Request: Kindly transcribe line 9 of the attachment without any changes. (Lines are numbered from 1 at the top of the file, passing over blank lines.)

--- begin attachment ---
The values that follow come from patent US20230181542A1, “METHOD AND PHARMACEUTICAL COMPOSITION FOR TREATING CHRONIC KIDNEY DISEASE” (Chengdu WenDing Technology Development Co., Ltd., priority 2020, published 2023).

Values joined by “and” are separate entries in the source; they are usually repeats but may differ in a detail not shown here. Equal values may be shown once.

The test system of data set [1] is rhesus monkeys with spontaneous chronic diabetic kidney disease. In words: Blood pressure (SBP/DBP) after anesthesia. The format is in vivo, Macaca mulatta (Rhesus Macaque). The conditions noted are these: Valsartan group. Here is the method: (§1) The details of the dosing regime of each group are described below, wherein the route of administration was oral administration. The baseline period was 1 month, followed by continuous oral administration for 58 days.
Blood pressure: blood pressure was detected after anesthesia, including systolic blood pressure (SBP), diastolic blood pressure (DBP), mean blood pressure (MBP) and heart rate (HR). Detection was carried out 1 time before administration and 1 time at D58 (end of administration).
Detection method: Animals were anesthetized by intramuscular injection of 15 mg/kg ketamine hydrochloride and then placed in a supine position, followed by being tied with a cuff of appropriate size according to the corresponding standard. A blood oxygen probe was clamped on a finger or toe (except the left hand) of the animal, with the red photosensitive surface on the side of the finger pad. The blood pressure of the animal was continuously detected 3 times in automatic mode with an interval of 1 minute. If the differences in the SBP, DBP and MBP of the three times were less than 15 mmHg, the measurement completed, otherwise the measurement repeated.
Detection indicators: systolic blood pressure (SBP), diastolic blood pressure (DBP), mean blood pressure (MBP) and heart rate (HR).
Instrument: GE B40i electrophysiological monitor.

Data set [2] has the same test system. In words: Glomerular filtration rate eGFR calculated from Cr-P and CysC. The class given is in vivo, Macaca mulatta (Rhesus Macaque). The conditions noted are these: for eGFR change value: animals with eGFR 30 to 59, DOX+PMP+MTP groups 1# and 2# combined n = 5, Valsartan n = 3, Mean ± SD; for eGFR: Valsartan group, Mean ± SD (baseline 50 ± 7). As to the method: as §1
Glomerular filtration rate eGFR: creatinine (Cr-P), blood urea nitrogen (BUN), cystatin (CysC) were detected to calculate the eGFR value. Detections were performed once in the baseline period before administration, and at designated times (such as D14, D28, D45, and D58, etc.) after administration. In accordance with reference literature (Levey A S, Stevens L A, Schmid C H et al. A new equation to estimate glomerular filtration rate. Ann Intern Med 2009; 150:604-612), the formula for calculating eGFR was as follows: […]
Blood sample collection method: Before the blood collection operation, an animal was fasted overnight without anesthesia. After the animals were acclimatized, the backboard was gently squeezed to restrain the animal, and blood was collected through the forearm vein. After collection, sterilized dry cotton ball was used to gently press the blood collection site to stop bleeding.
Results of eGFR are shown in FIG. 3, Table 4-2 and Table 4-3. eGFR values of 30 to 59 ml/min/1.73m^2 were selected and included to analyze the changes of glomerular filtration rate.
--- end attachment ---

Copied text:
Glomerular filtration rate eGFR: creatinine (Cr-P), blood urea nitrogen (BUN), cystatin (CysC) were detected to calculate the eGFR value. Detections were performed once in the baseline period before administration, and at designated times (such as D14, D28, D45, and D58, etc.) after administration. In accordance with reference literature (Levey A S, Stevens L A, Schmid C H et al. A new equation to estimate glomerular filtration rate. Ann Intern Med 2009; 150:604-612), the formula for calculating eGFR was as follows: […]